So over Reykjavik? Unwilling to sit through another safari? Intrepid travelers, take heart: There are still places unspoiled by a crush of visitors, tourist traps and trinket hawkers -- think Uzbekistan, Tajikistan and Bhutan.
And companies exist to deliver once-in-a-lifetime trips in far-flung places, so you don't have to endure hostels and mud huts to take an authentic Silk Road journey.
"Our trips appeal to seasoned travelers who have seen and done it all," says Marilyn Downing Staff, co-founder and chief executive of
Asia Transpacific Journeys. "Generally, people who seek out these experiences want more than their lives and luxuries transplanted to an exotic place."
The company arranges trips for small groups and private custom journeys to East and South Asia and the Pacific islands.
Once there, bilingual guides can arrange everything from private tea with monks in Thailand to meetings with former kings in Bhutan.
"It's indescribably exciting to be someplace where almost nothing is familiar, no sight, no sound, smell or language that I can feel I know," says Raquel Levin, who traveled to Bhutan in October 2005 with ATJ.
Finding a new destination has grown increasingly difficult for Levin, a former executive director at New York Women in Film and Television, as she can list South Africa, Botswana, Kenya, Morocco, Egypt, Nepal, India, Costa Rica, Thailand, Hong Kong and Japan among the places she has visited.
"And all through Europe, don't forget Europe," she says.
She and her husband began eyeing remote Bhutan after hearing about its unspoiled beauty and strong Buddhist sensibility. "Then all of a sudden it seemed to be getting hotter and hotter," she says.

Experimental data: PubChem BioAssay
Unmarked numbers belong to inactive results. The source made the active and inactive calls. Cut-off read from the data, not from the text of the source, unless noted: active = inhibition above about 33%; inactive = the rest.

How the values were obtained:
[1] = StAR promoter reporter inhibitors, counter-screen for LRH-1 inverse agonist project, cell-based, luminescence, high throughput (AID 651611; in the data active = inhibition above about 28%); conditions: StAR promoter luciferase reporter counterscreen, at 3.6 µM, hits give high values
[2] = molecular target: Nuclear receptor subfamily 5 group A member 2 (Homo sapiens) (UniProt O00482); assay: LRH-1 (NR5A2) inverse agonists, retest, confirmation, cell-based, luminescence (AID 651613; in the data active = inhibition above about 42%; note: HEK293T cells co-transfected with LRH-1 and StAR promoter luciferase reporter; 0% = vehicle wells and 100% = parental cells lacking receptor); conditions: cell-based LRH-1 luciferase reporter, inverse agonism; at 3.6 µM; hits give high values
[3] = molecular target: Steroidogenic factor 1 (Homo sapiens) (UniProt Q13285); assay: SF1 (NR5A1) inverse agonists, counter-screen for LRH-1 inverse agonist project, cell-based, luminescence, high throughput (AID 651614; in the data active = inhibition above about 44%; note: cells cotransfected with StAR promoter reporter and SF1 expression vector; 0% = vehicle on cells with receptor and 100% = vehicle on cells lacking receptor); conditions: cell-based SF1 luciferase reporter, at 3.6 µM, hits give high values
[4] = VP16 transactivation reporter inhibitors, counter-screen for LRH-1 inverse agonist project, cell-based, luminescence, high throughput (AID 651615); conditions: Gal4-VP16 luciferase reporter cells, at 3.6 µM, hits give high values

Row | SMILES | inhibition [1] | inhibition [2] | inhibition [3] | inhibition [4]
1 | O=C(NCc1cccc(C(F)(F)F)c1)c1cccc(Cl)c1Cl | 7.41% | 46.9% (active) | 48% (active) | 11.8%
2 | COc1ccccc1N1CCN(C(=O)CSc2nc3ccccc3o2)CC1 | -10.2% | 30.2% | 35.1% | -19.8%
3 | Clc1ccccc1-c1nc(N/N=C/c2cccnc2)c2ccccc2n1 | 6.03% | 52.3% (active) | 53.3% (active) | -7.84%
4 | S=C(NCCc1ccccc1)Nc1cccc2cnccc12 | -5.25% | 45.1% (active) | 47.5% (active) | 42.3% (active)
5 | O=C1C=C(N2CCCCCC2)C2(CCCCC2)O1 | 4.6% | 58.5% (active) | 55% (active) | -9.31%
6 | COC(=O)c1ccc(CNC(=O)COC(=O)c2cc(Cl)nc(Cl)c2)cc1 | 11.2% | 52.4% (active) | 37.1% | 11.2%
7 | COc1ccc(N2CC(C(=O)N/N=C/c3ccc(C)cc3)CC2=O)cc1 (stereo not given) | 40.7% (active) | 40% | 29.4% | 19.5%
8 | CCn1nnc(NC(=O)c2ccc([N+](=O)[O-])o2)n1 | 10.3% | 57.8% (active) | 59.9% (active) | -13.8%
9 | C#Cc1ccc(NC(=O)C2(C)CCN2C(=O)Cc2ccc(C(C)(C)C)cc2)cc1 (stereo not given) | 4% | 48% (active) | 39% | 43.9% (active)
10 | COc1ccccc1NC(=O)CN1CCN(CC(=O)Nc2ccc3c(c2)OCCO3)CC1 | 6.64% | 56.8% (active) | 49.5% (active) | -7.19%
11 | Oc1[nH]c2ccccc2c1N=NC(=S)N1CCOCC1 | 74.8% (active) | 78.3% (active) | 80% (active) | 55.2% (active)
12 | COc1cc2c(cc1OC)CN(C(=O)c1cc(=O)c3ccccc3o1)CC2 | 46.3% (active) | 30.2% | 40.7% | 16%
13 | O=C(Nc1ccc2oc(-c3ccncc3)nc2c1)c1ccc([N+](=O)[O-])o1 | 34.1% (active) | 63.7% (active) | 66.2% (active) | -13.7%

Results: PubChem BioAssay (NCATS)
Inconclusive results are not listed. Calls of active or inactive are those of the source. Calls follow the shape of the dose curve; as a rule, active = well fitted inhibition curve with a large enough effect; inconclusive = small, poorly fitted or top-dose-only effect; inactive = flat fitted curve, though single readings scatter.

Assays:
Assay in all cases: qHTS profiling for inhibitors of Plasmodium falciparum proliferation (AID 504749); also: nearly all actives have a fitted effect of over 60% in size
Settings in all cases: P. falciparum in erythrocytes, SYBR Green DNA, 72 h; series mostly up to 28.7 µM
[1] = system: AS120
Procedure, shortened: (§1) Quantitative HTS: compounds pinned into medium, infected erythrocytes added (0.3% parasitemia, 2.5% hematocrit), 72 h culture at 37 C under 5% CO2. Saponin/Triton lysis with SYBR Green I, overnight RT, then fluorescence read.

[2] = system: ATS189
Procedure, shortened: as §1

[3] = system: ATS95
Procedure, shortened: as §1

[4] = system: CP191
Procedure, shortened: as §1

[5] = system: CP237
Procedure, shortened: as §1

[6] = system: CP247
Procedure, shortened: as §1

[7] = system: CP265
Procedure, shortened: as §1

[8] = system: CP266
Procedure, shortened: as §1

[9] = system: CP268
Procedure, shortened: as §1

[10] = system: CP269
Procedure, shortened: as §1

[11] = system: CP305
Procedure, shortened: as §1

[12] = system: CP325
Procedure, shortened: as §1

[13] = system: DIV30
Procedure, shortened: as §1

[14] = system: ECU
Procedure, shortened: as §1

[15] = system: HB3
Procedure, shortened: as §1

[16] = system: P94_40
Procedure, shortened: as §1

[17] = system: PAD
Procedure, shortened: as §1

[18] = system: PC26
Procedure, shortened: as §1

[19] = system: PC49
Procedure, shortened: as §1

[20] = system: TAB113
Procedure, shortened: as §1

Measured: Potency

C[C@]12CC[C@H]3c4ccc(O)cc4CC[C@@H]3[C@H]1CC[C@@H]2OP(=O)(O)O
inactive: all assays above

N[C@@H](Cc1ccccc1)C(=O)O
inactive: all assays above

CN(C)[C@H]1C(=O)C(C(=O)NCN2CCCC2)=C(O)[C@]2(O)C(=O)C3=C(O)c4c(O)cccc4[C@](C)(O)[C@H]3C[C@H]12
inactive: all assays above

"We began to read about fancy hotel chains going in, and I realized that the experience I wanted to have was going to disappear."
Visa and travel arrangements are still difficult in Bhutan, so Levin hired ATJ to nail down her dream trip.
"Our itinerary didn't include any of the country's larger festivals, and that was initially disappointing. But we were the only tourists at the smaller festivals we went to, so we actually took part in the rituals. ... It broke down so many barriers between us and the people who lived there," she adds.
Bridging the gulf is exactly what Staff's company aims to do. "You can buy a
and go pretty much everywhere," Staff says. "Our guides dig beneath the surface."
Douglas Grimes, president and founder of
Mir, adds that the desire to be immersed in a foreign culture is really the desire to learn.
"The people who go on our trips have the time, money and inclination to find places they've never been, learn about the history and experience it from the inside," he says.
Mir, which means both "peace" and "world" in Russian, specializes in trips to Russia, the Baltics, Central Asia, Iran, the Trans-Caucus, Eastern Europe, Mongolia and China.
It was founded 20 years ago to unite American special interest groups with their counterparts in the former Soviet Union.
Now Mir's teams of destination specialists -- an army of logistics wizards, multilingual former diplomats, art historians and top-notch guides -- safely allow Western travelers to indulge an enthusiasm for foreign cultures, living history, exotica and just plain adventure.